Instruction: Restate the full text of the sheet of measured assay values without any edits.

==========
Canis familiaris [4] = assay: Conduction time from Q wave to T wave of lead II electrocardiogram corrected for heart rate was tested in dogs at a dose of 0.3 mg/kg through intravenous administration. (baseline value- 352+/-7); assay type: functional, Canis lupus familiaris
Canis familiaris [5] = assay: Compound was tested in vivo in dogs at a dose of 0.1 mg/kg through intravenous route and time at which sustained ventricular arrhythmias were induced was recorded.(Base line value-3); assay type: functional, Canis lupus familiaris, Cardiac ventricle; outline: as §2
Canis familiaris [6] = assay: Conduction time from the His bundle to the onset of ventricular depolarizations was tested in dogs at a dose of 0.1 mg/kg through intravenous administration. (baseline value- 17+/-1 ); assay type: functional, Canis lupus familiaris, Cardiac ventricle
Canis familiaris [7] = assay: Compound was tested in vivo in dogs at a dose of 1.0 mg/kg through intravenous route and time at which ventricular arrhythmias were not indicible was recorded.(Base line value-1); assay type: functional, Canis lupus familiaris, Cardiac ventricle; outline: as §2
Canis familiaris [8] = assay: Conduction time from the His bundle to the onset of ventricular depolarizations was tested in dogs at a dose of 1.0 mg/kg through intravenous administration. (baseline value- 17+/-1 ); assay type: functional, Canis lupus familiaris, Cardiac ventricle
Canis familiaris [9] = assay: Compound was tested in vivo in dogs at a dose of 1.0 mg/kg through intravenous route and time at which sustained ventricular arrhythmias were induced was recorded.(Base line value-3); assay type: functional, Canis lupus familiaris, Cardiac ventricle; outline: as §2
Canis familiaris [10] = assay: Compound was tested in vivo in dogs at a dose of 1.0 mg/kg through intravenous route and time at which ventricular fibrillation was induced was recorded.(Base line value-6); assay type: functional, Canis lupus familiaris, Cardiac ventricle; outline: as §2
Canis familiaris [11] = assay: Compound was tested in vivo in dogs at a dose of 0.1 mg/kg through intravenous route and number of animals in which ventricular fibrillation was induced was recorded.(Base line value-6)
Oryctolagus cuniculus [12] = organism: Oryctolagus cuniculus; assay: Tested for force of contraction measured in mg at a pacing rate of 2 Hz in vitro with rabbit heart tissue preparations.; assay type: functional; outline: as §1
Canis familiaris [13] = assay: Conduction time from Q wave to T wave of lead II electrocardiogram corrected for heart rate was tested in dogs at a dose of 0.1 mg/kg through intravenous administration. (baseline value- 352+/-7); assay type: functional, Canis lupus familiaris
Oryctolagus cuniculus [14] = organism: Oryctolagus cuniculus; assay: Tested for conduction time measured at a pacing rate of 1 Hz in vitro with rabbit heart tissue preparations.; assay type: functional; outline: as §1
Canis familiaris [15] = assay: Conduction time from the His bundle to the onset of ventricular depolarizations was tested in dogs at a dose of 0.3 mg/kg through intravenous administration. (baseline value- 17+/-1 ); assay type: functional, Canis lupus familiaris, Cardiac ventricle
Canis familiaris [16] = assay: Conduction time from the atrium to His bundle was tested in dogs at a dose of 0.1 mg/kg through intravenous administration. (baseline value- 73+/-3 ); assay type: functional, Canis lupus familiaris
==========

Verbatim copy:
Canis familiaris [4] = assay: Conduction time from Q wave to T wave of lead II electrocardiogram corrected for heart rate was tested in dogs at a dose of 0.3 mg/kg through intravenous administration. (baseline value- 352+/-7); assay type: functional, Canis lupus familiaris
Canis familiaris [5] = assay: Compound was tested in vivo in dogs at a dose of 0.1 mg/kg through intravenous route and time at which sustained ventricular arrhythmias were induced was recorded.(Base line value-3); assay type: functional, Canis lupus familiaris, Cardiac ventricle; outline: as §2
Canis familiaris [6] = assay: Conduction time from the His bundle to the onset of ventricular depolarizations was tested in dogs at a dose of 0.1 mg/kg through intravenous administration. (baseline value- 17+/-1 ); assay type: functional, Canis lupus familiaris, Cardiac ventricle
Canis familiaris [7] = assay: Compound was tested in vivo in dogs at a dose of 1.0 mg/kg through intravenous route and time at which ventricular arrhythmias were not indicible was recorded.(Base line value-1); assay type: functional, Canis lupus familiaris, Cardiac ventricle; outline: as §2
Canis familiaris [8] = assay: Conduction time from the His bundle to the onset of ventricular depolarizations was tested in dogs at a dose of 1.0 mg/kg through intravenous administration. (baseline value- 17+/-1 ); assay type: functional, Canis lupus familiaris, Cardiac ventricle
Canis familiaris [9] = assay: Compound was tested in vivo in dogs at a dose of 1.0 mg/kg through intravenous route and time at which sustained ventricular arrhythmias were induced was recorded.(Base line value-3); assay type: functional, Canis lupus familiaris, Cardiac ventricle; outline: as §2
Canis familiaris [10] = assay: Compound was tested in vivo in dogs at a dose of 1.0 mg/kg through intravenous route and time at which ventricular fibrillation was induced was recorded.(Base line value-6); assay type: functional, Canis lupus familiaris, Cardiac ventricle; outline: as §2
Canis familiaris [11] = assay: Compound was tested in vivo in dogs at a dose of 0.1 mg/kg through intravenous route and number of animals in which ventricular fibrillation was induced was recorded.(Base line value-6)
Oryctolagus cuniculus [12] = organism: Oryctolagus cuniculus; assay: Tested for force of contraction measured in mg at a pacing rate of 2 Hz in vitro with rabbit heart tissue preparations.; assay type: functional; outline: as §1
Canis familiaris [13] = assay: Conduction time from Q wave to T wave of lead II electrocardiogram corrected for heart rate was tested in dogs at a dose of 0.1 mg/kg through intravenous administration. (baseline value- 352+/-7); assay type: functional, Canis lupus familiaris
Oryctolagus cuniculus [14] = organism: Oryctolagus cuniculus; assay: Tested for conduction time measured at a pacing rate of 1 Hz in vitro with rabbit heart tissue preparations.; assay type: functional; outline: as §1
Canis familiaris [15] = assay: Conduction time from the His bundle to the onset of ventricular depolarizations was tested in dogs at a dose of 0.3 mg/kg through intravenous administration. (baseline value- 17+/-1 ); assay type: functional, Canis lupus familiaris, Cardiac ventricle
Canis familiaris [16] = assay: Conduction time from the atrium to His bundle was tested in dogs at a dose of 0.1 mg/kg through intravenous administration. (baseline value- 73+/-3 ); assay type: functional, Canis lupus familiaris